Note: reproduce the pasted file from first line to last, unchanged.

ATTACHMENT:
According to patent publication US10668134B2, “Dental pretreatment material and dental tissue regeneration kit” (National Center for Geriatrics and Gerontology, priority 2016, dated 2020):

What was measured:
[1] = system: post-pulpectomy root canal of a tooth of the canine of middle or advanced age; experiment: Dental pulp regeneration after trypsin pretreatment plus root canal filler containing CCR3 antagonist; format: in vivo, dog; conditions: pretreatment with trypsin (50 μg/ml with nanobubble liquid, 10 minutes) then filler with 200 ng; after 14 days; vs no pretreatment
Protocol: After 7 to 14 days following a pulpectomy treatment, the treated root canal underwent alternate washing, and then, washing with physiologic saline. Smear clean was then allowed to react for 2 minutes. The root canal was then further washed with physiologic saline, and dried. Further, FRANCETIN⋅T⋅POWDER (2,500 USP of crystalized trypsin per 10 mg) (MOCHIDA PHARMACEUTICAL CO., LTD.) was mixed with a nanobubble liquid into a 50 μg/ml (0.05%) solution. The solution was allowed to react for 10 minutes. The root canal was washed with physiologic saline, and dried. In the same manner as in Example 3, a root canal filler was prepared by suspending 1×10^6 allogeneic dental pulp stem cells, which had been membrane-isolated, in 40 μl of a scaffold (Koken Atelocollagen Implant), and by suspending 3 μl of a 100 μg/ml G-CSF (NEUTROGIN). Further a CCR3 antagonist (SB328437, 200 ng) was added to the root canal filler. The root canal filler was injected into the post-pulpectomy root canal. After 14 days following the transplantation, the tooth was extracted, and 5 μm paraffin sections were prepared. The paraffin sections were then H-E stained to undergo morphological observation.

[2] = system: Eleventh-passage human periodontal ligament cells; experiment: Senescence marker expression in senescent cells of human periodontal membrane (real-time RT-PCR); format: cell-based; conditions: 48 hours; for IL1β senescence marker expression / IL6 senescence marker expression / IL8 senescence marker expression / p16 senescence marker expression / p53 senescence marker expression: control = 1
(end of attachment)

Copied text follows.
According to patent publication US10668134B2, “Dental pretreatment material and dental tissue regeneration kit” (National Center for Geriatrics and Gerontology, priority 2016, dated 2020):

What was measured:
[1] = system: post-pulpectomy root canal of a tooth of the canine of middle or advanced age; experiment: Dental pulp regeneration after trypsin pretreatment plus root canal filler containing CCR3 antagonist; format: in vivo, dog; conditions: pretreatment with trypsin (50 μg/ml with nanobubble liquid, 10 minutes) then filler with 200 ng; after 14 days; vs no pretreatment
Protocol: After 7 to 14 days following a pulpectomy treatment, the treated root canal underwent alternate washing, and then, washing with physiologic saline. Smear clean was then allowed to react for 2 minutes. The root canal was then further washed with physiologic saline, and dried. Further, FRANCETIN⋅T⋅POWDER (2,500 USP of crystalized trypsin per 10 mg) (MOCHIDA PHARMACEUTICAL CO., LTD.) was mixed with a nanobubble liquid into a 50 μg/ml (0.05%) solution. The solution was allowed to react for 10 minutes. The root canal was washed with physiologic saline, and dried. In the same manner as in Example 3, a root canal filler was prepared by suspending 1×10^6 allogeneic dental pulp stem cells, which had been membrane-isolated, in 40 μl of a scaffold (Koken Atelocollagen Implant), and by suspending 3 μl of a 100 μg/ml G-CSF (NEUTROGIN). Further a CCR3 antagonist (SB328437, 200 ng) was added to the root canal filler. The root canal filler was injected into the post-pulpectomy root canal. After 14 days following the transplantation, the tooth was extracted, and 5 μm paraffin sections were prepared. The paraffin sections were then H-E stained to undergo morphological observation.

[2] = system: Eleventh-passage human periodontal ligament cells; experiment: Senescence marker expression in senescent cells of human periodontal membrane (real-time RT-PCR); format: cell-based; conditions: 48 hours; for IL1β senescence marker expression / IL6 senescence marker expression / IL8 senescence marker expression / p16 senescence marker expression / p53 senescence marker expression: control = 1